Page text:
Updated: 07/12/2014 11:25 | By Agence France-Presse

Japan braced for more aftershocks of giant 2011 quake

Seismologists said an earthquake that struck near Japan's shuttered Fukushima nuclear site early Saturday was an aftershock of the tremor that sparked 2011's deadly tsunami, and warned of more to come.


Japan braced for more aftershocks of giant 2011 quake

Japan Meteorological Agency officer Yasuhiro Yoshida speaks at a press conference in Tokyo on July 12, 2014, after a strong 6.8 magnitude earthquake struck off the country's Pacific coast - by Yoshikazu Tsuno

The strong 6.8-magnitude earthquake off the Pacific coast of northeastern Japan caused a minor tsunami in the early hours, though authorities lifted all weather warnings roughly two hours later.

Seismologist Yasuhiro Yoshida of the Japan Meteorological Agency said it was a delayed tectonic reaction to the 9.0-magnitude quake which left the Fukushima nuclear power plant in a meltdown crisis after the coast was ravaged by monster tidal waves in March 2011.

"There are fears that relatively large earthquakes will occasionally occur in the ocean area where aftershocks of the great earthquake continue," he said.

"The aftershock activity has been steadily declining on a long-term basis. But aftershocks, accompanied by tsunamis, will still occur."

The 2011 disaster killed more than 18,000 people.

Saturday's quake measured up to four on the Japanese scale of seven in terms of intensity, and Yoshida said there was a possibility aftershocks measuring a moderate three on that scale would occur in the next two weeks.

At least three were injured in the latest quake but there was no damage done to the crippled nuclear plant less than 24 hours after dwindling super typhoon Neoguri skirted the Fukushima region and veered off into the Pacific, officials said.

The quake occurred at a depth of 13 kilometres (eight miles) off Fukushima's coast, according to the US Geological Survey.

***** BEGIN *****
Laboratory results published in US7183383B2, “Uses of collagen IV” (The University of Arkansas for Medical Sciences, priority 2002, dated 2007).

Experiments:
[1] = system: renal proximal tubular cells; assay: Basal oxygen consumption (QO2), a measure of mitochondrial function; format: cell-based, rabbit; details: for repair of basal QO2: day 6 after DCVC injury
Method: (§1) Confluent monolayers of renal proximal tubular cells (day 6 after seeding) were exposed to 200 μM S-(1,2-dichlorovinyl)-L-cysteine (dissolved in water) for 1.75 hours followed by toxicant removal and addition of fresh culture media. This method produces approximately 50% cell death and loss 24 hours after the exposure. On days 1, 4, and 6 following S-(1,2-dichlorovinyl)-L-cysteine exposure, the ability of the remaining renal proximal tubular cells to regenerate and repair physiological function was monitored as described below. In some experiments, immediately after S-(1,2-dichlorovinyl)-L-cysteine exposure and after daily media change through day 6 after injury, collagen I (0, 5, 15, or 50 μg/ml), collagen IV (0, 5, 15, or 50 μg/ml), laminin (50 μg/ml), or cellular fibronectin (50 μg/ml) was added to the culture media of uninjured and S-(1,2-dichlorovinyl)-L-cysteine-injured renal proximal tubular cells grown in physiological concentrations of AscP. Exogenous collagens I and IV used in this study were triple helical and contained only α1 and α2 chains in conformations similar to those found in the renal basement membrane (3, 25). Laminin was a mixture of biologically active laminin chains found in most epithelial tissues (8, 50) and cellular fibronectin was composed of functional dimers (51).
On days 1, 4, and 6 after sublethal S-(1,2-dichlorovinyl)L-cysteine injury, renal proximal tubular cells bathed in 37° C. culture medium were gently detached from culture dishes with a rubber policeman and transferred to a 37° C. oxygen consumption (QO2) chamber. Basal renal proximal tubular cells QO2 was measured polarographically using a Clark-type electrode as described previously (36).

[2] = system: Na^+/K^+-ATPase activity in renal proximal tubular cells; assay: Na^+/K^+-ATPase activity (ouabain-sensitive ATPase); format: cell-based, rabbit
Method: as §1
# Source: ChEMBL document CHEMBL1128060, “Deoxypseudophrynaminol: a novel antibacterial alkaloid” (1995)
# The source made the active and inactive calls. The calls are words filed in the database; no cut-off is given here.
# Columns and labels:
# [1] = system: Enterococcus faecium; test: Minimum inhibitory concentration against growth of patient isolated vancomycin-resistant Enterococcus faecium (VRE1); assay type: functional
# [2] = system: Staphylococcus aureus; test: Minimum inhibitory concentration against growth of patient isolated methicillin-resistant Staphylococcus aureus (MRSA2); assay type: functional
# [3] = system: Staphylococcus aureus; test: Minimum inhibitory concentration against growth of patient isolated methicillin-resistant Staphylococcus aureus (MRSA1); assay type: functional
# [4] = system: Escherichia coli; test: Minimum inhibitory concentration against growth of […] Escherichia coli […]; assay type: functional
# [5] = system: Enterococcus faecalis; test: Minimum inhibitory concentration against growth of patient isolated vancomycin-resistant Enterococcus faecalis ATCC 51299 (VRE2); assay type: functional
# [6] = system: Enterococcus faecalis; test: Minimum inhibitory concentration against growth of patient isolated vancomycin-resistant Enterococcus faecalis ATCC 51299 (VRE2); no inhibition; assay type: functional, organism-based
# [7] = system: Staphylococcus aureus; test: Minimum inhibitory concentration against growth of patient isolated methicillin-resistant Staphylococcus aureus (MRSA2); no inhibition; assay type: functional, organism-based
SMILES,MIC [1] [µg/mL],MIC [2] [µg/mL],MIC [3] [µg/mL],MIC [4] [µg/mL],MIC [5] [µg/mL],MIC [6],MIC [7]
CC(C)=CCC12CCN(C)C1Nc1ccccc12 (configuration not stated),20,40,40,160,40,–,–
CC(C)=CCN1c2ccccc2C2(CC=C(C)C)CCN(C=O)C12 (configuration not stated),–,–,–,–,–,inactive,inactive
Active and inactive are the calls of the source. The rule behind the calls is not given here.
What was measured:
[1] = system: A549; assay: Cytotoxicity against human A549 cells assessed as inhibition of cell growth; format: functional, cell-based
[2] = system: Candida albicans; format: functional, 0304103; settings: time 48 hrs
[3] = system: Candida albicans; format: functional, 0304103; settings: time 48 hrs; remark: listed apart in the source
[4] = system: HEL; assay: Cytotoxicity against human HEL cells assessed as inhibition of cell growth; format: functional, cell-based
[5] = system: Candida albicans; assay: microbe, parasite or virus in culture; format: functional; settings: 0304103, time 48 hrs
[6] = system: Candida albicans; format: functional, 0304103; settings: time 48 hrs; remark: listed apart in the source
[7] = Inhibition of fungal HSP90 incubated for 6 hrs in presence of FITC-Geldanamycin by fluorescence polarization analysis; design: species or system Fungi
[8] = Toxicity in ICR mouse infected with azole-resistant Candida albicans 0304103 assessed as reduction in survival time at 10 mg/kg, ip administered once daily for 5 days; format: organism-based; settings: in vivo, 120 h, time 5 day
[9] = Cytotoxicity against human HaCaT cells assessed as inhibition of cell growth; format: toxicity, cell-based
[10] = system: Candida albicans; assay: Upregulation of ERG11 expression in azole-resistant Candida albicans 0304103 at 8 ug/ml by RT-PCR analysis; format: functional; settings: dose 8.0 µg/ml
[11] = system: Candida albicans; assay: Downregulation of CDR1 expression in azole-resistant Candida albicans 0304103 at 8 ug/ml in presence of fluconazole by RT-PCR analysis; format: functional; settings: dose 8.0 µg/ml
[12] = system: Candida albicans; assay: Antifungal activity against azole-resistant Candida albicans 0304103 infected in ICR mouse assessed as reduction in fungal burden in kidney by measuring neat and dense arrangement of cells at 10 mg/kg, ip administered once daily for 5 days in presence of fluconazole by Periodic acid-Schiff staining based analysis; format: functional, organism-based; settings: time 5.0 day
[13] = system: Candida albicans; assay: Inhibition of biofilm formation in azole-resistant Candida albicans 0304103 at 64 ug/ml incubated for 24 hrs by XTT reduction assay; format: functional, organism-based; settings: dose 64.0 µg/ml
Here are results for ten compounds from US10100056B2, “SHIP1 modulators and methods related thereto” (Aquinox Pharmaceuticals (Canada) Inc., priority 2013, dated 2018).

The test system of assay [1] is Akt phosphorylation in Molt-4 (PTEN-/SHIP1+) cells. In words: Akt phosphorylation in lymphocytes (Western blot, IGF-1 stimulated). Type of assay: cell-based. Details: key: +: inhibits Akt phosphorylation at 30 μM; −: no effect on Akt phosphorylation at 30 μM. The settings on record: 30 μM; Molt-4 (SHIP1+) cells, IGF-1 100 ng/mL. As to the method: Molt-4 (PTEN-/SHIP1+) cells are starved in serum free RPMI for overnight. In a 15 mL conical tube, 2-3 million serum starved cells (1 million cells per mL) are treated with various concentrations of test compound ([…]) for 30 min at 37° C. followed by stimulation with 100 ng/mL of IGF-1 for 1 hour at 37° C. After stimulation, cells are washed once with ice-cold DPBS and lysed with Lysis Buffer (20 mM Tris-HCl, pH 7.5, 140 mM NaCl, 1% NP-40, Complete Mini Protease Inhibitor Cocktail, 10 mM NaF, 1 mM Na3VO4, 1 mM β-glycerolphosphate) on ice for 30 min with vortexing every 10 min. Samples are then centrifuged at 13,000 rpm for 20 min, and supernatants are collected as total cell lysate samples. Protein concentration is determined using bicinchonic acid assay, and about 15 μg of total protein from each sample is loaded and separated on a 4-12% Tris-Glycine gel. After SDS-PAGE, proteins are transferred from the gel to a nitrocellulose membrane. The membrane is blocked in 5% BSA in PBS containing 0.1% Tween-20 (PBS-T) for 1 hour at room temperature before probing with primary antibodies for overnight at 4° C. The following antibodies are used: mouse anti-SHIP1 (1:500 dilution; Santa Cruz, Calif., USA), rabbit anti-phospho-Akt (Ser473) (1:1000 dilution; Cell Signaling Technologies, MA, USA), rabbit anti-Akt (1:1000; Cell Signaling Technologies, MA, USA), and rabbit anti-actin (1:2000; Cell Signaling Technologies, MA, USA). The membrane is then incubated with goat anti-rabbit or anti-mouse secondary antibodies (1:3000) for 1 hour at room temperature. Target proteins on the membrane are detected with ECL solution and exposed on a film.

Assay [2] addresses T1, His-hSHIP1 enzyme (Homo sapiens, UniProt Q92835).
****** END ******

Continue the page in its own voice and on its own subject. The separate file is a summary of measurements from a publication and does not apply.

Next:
It was strong enough to be felt in Tokyo, more than 200 kilometres (125 miles) to the south, with many people woken by earthquake alerts sent by the Japan Meteorological Agency to their mobile phones.

Japan's islands are situated at the conjuncture of several tectonic plates and experience a number of relatively violent quakes every year.

But thanks to strict building codes, even powerful quakes that might wreak havoc in other countries frequently pass without causing much damage.

Fukushima plant operators Tokyo Electric Power (TEPCO) said there were no reports of any abnormality early Saturday.

Sea levels cannot be gauged near the nuclear plant as the tsunami monitoring system was destroyed by the 2011 disaster.

"We have not seen any damage or any change in radiation gauges after the quake," said TEPCO spokesman Masahiro Asaoka.

"Our temporary breakwater that was newly built at the plant is high enough to block a one-metre tsunami," he added.

The Fukushima plant's cooling systems were swamped by the tsunami three years ago, sparking reactor meltdowns and radiation leaks in the worst atomic crisis since the 1986 Chernobyl disaster. 

Tens of thousands of people were evacuated from around the plant, with decommissioning of the site expected to take decades.

The facility is struggling to handle a huge and swelling volume of contaminated water at the plant.

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